Musically, he’s never been an innovator. He’s a craftsman who writes songs designed to be admired like a solidly made bookcase or a well-brewed craft beer, with familiar chord changes and rooted melodies. He arranges them with a sense of classic-rock inevitability – expansive guitar strums from five guitars, connective organ frills, piano vamps, vocal harmonies and big rock beats.

When the mix is good (towards the end of the night) this has huge raw power to it, when the mix is less good (towards the beginning) there’s a certain sonic sameyness.

Both effects are overwhelming. To counter this, Bruce creates moments of intimacy with seemingly low key (but actually admirably calculated) acts of showmanship. On Sherry Darling, he wanders out to crowd to slap the audience members’ hands. On Two Hearts he harmonises with Van Zandt and playfully knocks him on the head. On No Surrender he wades up to the crowd with Lofgren and reads song suggestions written by cardboard and held aloft by fans. (He takes these on stage throughout the night, so that he has a stack of cardboard suggestions to choose from).

During the folk mass acoustic jangle Waitin’ on a Sunny Day he both throws a guitar to his guitar tech and gets a young girl up on the stage who sings the song, leads the crowd in a singalong and takes a selfie.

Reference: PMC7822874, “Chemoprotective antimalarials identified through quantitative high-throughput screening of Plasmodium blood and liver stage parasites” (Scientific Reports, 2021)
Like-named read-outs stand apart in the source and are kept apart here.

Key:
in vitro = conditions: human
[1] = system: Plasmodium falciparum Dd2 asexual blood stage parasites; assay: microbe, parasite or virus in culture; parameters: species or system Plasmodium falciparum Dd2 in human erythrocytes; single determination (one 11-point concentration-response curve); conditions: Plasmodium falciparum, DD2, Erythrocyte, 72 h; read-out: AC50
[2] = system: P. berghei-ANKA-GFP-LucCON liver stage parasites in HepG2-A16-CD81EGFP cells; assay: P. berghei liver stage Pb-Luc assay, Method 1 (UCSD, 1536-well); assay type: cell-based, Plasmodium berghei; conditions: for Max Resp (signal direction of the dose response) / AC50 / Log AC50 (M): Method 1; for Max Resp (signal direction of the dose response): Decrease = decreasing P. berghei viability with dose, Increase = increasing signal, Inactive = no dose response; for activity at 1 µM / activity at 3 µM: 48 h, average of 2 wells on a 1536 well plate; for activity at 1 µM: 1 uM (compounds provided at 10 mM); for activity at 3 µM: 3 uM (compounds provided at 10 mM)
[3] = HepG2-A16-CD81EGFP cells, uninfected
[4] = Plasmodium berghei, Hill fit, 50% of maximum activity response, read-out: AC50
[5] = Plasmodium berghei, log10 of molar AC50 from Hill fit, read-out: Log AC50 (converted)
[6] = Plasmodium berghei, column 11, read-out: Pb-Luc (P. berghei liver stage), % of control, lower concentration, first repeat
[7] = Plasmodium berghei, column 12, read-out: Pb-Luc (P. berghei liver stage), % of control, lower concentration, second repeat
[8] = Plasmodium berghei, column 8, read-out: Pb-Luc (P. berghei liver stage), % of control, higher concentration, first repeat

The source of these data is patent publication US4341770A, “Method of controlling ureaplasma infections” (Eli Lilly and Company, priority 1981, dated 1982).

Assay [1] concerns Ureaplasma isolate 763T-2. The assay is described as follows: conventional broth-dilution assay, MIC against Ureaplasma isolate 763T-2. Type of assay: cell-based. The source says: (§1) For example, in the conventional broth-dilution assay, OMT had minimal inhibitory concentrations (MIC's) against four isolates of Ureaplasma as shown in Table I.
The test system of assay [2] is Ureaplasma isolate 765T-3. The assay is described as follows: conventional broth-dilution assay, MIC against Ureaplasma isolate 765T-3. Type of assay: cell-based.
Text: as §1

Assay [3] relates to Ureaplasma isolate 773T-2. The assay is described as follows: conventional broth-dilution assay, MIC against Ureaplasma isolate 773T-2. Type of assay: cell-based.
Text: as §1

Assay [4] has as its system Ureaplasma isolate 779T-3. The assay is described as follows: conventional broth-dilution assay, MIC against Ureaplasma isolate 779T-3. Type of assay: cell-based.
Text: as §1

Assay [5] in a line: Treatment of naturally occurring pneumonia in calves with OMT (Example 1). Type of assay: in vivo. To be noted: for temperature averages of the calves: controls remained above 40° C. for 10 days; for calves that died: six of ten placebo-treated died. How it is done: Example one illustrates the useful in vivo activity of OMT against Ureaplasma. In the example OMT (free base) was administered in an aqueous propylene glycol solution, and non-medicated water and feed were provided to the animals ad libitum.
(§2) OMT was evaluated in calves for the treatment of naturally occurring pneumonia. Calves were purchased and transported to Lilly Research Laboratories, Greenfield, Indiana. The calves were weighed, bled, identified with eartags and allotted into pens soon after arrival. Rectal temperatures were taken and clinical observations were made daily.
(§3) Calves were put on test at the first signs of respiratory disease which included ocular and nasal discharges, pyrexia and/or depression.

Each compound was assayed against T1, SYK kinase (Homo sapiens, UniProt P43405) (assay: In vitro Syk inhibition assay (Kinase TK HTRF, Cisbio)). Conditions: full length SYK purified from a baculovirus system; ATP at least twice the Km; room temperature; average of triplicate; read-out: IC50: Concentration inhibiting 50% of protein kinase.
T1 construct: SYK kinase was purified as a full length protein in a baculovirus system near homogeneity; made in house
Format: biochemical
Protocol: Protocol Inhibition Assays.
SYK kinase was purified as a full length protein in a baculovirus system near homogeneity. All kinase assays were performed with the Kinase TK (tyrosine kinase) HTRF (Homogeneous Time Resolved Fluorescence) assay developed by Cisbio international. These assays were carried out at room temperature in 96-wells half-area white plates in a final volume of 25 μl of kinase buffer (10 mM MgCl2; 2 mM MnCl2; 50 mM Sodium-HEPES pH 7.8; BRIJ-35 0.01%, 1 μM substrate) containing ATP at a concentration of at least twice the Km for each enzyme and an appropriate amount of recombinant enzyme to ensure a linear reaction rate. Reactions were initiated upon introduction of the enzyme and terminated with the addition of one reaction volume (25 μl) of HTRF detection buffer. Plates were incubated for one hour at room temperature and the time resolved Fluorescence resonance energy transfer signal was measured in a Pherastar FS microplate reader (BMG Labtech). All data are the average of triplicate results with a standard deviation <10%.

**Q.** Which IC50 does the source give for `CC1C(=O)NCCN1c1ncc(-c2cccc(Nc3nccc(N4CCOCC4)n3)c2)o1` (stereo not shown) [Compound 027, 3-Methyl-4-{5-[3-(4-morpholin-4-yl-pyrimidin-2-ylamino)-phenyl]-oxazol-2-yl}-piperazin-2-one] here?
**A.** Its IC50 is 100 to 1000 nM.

On Spirit in the Night he testifies like a preacher and then the music breaks down until he’s in a call-and-response vocal/sax tryst with Clemons.

Often Bruce shares the mic with his romantic partner (Patti) and his bromantic one (Steve) At several points Lofgren pinion-wheels about on one leg as he wrestles notes from his guitar. At least once Bruce turns his back on the audience and does a little arse-wiggling dance.

He doesn’t say too much, but when he does it’s encouraging. “I’ve got a crush on you Dublin!” he shouts in a fit of geographical eroticism before singing “Crush on You” one of the lesser tracks from The River.

The River itself is glorious. But you knew that. When Springsteen and the E Street band are operating at peak capacity all those major-to-minor chord changes and lyrics of disappointment and hope seem designed to unearth repressed emotions from even the most cynical Irish Times journalist (me). And as the night goes on, the sonic palette expands and the cumulative effect of a 3½ hour musical marathon starts to convert even reluctant audience members (me).

Born to Run (my favourite Springsteen song) is gloriously hopeful. Jungleland is a melodramatically operatic. Because the Night conjures up a ghostly Patti Smith. Dancing in the Dark is enhanced by several enthusiastic dancers from the audience. There’s a video tribute to the late E Street band members Clarence Clemons and Danny Federici. There’s a raucous, glorious seemingly endless version of Shout. And it culminates with an acoustic version of This Hard Land. “The E Street Band loves you!” says Bruce when it all ends.

“Bruuuuuce!” I say, and I wasn’t booing.